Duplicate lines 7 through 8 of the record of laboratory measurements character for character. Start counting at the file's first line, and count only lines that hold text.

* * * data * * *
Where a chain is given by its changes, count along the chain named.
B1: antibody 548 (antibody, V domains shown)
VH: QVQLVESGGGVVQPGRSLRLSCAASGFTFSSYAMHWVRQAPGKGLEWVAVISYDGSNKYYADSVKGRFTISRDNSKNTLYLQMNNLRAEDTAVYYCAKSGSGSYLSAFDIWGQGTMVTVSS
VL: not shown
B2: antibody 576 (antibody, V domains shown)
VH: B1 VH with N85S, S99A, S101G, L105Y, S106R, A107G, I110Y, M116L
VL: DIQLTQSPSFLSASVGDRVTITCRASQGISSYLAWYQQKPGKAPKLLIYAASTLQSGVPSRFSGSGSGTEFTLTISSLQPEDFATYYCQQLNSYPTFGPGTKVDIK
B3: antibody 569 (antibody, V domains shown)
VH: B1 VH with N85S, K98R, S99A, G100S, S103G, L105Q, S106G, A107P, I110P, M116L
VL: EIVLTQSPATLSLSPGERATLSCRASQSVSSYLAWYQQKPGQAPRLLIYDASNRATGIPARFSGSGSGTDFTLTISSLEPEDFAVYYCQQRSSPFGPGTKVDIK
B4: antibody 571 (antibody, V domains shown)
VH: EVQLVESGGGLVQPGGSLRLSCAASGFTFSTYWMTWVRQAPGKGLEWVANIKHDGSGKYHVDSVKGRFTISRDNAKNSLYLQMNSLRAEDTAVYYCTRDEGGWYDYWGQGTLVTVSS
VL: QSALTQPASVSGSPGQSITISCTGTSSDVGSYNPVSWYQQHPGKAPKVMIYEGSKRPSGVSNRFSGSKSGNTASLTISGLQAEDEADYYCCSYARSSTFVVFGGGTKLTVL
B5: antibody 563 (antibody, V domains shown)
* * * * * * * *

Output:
VL: DIQLTQSPSFLSASVGDRVTITCRASQGISSYLAWYQQKPGKAPKLLIYAASTLQSGVPSRFSGSGSGTEFTLTISSLQPEDFATYYCQQLNSYPTFGPGTKVDIK
B3: antibody 569 (antibody, V domains shown)